Why Are So Many Black Women Using TikTok To Self-Diagnose?

Photographed by Rockie Nolan.
Let TikTok tell it, I’m neurodivergent. I’ve seen enough lists of signs and symptoms on my FYP to wonder if ADHD or borderline personality disorder should be noted in my medical records. Due in part to my own laziness, and perhaps a bit of fear of the truth, I never go far enough down the rabbit hole to self-diagnose thoroughly. Don’t get me wrong: There’s no shame in having either medical disorder. In fact, there’s probably a bit of relief in getting answers. But what is an unfortunate realization is that Black women have been forced to seek out user-generated sources of information about their mental health on platforms like TikTok due to prevalent diagnosis disparities in the medical industry.
What was once a popular dance app has now become a portal for Black women to get real answers about their mental health. Research by Dr. Arline Geronimus shows that chronic stress from everyday racism, which Black women are enduring almost every single day, yields cellular-level physical effects on our demographic, which can manifest into mental health illnesses like depression and anxiety. 
The longstanding and rightful distrust of physicians and other healthcare workers is a result of generations of discrimination, racism, and trauma. We’ve been failed by the American healthcare system consistently, be it in maternal care, regular check-ups, or physicians who predominantly do not look like us disregarding our discomfort.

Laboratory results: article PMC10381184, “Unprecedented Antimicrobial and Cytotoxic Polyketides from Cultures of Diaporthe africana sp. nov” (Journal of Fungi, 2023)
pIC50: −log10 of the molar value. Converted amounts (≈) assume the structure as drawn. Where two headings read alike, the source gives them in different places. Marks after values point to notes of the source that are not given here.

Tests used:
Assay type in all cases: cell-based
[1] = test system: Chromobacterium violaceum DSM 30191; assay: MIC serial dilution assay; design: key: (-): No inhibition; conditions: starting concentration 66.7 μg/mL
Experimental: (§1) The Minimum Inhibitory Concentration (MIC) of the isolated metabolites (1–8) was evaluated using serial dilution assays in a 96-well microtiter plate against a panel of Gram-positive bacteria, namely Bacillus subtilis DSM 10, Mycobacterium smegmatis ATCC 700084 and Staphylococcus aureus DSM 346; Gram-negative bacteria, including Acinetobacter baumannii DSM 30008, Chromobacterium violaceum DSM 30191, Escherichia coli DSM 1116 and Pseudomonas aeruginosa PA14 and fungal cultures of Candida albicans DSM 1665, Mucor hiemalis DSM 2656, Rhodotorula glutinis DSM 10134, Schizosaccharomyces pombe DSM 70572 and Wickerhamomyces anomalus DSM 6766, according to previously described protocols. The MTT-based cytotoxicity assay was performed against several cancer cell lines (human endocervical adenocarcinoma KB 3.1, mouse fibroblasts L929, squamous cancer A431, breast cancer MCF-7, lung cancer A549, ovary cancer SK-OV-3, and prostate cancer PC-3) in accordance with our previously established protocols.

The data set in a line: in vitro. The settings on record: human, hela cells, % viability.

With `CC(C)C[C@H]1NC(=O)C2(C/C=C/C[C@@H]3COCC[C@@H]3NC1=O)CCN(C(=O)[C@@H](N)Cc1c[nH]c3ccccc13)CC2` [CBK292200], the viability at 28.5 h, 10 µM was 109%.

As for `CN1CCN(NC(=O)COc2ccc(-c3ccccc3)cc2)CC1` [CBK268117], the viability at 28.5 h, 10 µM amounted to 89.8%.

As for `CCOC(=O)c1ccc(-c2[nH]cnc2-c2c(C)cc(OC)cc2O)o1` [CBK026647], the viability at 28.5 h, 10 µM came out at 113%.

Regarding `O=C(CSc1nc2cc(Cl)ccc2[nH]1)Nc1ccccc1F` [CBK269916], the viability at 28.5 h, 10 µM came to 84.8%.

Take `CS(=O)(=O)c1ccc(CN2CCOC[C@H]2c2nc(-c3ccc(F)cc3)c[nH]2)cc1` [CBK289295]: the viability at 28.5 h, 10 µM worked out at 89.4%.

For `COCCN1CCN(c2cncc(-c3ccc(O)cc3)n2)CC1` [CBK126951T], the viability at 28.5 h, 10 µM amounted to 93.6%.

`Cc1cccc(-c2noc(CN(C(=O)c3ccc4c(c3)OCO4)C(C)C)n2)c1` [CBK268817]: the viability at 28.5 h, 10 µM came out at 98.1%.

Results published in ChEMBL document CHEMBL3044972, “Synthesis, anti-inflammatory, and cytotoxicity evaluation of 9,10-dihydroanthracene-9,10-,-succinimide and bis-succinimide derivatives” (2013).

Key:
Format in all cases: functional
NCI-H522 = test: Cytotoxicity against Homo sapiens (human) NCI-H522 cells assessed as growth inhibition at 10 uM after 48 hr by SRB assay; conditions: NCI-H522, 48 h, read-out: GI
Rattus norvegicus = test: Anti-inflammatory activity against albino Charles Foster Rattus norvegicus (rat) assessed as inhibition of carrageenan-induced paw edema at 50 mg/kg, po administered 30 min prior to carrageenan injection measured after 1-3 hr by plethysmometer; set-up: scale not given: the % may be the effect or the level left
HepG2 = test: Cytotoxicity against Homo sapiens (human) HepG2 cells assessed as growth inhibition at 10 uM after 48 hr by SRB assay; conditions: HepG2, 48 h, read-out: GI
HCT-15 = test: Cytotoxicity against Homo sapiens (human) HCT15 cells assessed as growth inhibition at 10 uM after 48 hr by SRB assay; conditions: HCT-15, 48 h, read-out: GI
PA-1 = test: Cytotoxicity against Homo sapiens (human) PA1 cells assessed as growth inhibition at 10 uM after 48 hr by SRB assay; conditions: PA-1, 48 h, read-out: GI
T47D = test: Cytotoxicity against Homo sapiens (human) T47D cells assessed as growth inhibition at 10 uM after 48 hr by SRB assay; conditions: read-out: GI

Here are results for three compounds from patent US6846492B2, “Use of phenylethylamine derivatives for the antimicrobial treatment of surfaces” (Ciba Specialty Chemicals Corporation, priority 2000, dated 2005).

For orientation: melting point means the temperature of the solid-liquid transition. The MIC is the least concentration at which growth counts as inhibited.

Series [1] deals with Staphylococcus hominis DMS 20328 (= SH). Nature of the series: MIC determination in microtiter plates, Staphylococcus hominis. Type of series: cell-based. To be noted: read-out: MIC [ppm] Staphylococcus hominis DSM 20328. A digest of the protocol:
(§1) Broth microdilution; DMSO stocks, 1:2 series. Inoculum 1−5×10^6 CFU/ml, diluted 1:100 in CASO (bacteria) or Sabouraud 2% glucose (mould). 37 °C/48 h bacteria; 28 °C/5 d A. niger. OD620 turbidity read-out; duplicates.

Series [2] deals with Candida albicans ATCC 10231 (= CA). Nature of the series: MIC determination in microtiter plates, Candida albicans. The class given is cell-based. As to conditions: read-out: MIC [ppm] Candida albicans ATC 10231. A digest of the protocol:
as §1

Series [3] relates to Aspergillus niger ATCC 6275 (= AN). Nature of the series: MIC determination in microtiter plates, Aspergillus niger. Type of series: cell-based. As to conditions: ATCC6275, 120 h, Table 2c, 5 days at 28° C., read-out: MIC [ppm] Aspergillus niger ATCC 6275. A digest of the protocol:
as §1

The dismissal of our emotional and physical pain dates back to eugenics, the scientifically unfounded science that caused many to believe Black people have a higher tolerance for suffering than non-Black people. Batten professor and social psychologist Sophie Trawalter and her team conducted studies that confirmed that white people believe Black people experience less pain — and they still believe that today. 
It’s that fundamental (and disproven) perception that has made Black women determined to seek advice and treatment only from physicians, social workers, psychologists, and psychiatrists that look like us. That patient-doctor understanding would provide Black women access to care that is culturally sensitive and considerate of societal issues specific to our needs. But considering less than five percent of mental health professionals are women of color, we’re less likely to find the doctors (and the help) we need.
Furthermore, Black women experience disparities in access to quality and affordable healthcare. Even with expanded provisions like Medicaid and the implementation of the Affordable Care Act, one in five (19%) women with incomes under 200% of the federal poverty level were uninsured in 2022, and Black women represent 22.3% of women in poverty. Additionally, the ASPE reports that the uninsured rate for Black Americans was still higher than that for white Americans just last year: 12% compared to 9%. 
So where have Black women turned? Online.
@audhdgirlout #stitch with @theeglamnaija @theglamnaija Welcome to the crew! ❤️ Your self diagnosis is valid. Assesments are not accessible for far too many, sometimes even our own doctors gatekeep, you’ll have people online that will invalidate and shame you for what you already know about yourself but YOU are in there with you and you know better than anyone. Keep researching, keep digging in. You’re worth that. 🖤 #blackneurodivergentpplexist #blackneurodivergent #blacktiktok #blackgirltiktok #blackautistic #blackaudhdwomen #audhd #audhder #adhd ♬ original sound - AuDHD Girl Out